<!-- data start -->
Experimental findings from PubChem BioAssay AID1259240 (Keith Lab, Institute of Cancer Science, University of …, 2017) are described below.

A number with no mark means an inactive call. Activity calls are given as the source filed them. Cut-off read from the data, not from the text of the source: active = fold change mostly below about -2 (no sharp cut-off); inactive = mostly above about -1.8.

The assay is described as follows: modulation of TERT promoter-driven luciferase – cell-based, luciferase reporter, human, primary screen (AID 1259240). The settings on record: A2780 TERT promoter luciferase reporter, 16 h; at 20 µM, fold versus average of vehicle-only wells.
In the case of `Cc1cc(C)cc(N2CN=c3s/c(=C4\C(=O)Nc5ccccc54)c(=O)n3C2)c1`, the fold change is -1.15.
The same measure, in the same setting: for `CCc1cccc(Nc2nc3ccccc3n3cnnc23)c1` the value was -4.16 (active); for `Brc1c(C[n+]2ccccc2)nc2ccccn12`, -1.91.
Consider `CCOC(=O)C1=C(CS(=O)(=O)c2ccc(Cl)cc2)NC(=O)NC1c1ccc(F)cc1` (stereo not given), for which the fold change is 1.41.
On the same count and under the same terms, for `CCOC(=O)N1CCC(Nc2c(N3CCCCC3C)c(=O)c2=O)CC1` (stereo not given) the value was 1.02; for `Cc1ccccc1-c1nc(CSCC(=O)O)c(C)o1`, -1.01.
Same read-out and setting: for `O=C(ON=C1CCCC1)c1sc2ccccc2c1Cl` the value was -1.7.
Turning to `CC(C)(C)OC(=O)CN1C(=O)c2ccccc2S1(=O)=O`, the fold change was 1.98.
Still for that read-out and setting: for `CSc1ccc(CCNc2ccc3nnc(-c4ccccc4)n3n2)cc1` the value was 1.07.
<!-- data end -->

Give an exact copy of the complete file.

Experimental findings from PubChem BioAssay AID1259240 (Keith Lab, Institute of Cancer Science, University of …, 2017) are described below.

A number with no mark means an inactive call. Activity calls are given as the source filed them. Cut-off read from the data, not from the text of the source: active = fold change mostly below about -2 (no sharp cut-off); inactive = mostly above about -1.8.

The assay is described as follows: modulation of TERT promoter-driven luciferase – cell-based, luciferase reporter, human, primary screen (AID 1259240). The settings on record: A2780 TERT promoter luciferase reporter, 16 h; at 20 µM, fold versus average of vehicle-only wells.
In the case of `Cc1cc(C)cc(N2CN=c3s/c(=C4\C(=O)Nc5ccccc54)c(=O)n3C2)c1`, the fold change is -1.15.
The same measure, in the same setting: for `CCc1cccc(Nc2nc3ccccc3n3cnnc23)c1` the value was -4.16 (active); for `Brc1c(C[n+]2ccccc2)nc2ccccn12`, -1.91.
Consider `CCOC(=O)C1=C(CS(=O)(=O)c2ccc(Cl)cc2)NC(=O)NC1c1ccc(F)cc1` (stereo not given), for which the fold change is 1.41.
On the same count and under the same terms, for `CCOC(=O)N1CCC(Nc2c(N3CCCCC3C)c(=O)c2=O)CC1` (stereo not given) the value was 1.02; for `Cc1ccccc1-c1nc(CSCC(=O)O)c(C)o1`, -1.01.
Same read-out and setting: for `O=C(ON=C1CCCC1)c1sc2ccccc2c1Cl` the value was -1.7.
Turning to `CC(C)(C)OC(=O)CN1C(=O)c2ccccc2S1(=O)=O`, the fold change was 1.98.
Still for that read-out and setting: for `CSc1ccc(CCNc2ccc3nnc(-c4ccccc4)n3n2)cc1` the value was 1.07.